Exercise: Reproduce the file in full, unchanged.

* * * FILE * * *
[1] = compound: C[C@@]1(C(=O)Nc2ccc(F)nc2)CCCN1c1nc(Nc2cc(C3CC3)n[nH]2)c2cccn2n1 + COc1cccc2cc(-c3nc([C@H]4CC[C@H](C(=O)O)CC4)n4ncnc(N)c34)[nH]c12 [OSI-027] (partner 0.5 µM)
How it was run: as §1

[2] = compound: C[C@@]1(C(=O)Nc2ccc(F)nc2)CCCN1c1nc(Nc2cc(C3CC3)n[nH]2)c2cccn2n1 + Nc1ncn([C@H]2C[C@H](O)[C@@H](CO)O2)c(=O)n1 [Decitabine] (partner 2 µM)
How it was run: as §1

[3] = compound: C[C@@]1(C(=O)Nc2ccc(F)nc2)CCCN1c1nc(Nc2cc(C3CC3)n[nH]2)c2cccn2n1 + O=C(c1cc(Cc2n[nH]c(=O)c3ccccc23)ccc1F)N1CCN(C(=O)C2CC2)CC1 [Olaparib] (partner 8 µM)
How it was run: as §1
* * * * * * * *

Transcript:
[1] = compound: C[C@@]1(C(=O)Nc2ccc(F)nc2)CCCN1c1nc(Nc2cc(C3CC3)n[nH]2)c2cccn2n1 + COc1cccc2cc(-c3nc([C@H]4CC[C@H](C(=O)O)CC4)n4ncnc(N)c34)[nH]c12 [OSI-027] (partner 0.5 µM)
How it was run: as §1

[2] = compound: C[C@@]1(C(=O)Nc2ccc(F)nc2)CCCN1c1nc(Nc2cc(C3CC3)n[nH]2)c2cccn2n1 + Nc1ncn([C@H]2C[C@H](O)[C@@H](CO)O2)c(=O)n1 [Decitabine] (partner 2 µM)
How it was run: as §1

[3] = compound: C[C@@]1(C(=O)Nc2ccc(F)nc2)CCCN1c1nc(Nc2cc(C3CC3)n[nH]2)c2cccn2n1 + O=C(c1cc(Cc2n[nH]c(=O)c3ccccc23)ccc1F)N1CCN(C(=O)C2CC2)CC1 [Olaparib] (partner 8 µM)
How it was run: as §1